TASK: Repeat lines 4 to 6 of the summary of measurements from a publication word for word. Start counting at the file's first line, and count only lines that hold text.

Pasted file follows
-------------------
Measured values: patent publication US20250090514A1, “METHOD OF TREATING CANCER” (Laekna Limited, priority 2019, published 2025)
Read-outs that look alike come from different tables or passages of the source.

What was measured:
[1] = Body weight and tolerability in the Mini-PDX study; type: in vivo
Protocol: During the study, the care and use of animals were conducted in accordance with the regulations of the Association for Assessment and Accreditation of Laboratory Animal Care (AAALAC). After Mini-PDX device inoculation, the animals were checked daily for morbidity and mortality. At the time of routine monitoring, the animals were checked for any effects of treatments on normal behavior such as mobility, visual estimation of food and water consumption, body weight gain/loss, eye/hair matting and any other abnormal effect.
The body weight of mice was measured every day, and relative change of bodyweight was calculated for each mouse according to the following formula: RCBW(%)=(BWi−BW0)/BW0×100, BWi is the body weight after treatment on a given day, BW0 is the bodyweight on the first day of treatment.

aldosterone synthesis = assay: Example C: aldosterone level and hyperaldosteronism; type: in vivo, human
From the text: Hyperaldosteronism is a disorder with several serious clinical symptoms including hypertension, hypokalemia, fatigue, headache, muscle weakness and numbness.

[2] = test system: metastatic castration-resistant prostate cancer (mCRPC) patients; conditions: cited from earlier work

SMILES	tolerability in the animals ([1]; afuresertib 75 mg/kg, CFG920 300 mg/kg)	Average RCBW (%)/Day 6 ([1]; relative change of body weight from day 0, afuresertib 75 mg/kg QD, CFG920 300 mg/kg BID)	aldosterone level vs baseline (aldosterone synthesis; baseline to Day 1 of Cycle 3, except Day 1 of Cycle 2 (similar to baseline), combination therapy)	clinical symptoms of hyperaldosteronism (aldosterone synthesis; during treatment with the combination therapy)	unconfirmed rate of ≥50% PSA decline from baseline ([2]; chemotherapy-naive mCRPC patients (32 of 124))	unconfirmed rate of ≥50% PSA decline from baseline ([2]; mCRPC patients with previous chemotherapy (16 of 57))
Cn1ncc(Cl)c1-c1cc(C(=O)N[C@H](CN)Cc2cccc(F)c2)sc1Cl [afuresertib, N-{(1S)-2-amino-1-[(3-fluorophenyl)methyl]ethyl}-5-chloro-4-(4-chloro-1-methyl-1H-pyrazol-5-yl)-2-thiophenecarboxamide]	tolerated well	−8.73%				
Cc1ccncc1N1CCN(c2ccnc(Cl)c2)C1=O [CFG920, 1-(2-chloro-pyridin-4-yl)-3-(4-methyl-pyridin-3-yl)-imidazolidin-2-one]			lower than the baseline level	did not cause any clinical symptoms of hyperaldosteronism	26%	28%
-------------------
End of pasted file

[1] = Body weight and tolerability in the Mini-PDX study; type: in vivo
Protocol: During the study, the care and use of animals were conducted in accordance with the regulations of the Association for Assessment and Accreditation of Laboratory Animal Care (AAALAC). After Mini-PDX device inoculation, the animals were checked daily for morbidity and mortality. At the time of routine monitoring, the animals were checked for any effects of treatments on normal behavior such as mobility, visual estimation of food and water consumption, body weight gain/loss, eye/hair matting and any other abnormal effect.
The body weight of mice was measured every day, and relative change of bodyweight was calculated for each mouse according to the following formula: RCBW(%)=(BWi−BW0)/BW0×100, BWi is the body weight after treatment on a given day, BW0 is the bodyweight on the first day of treatment.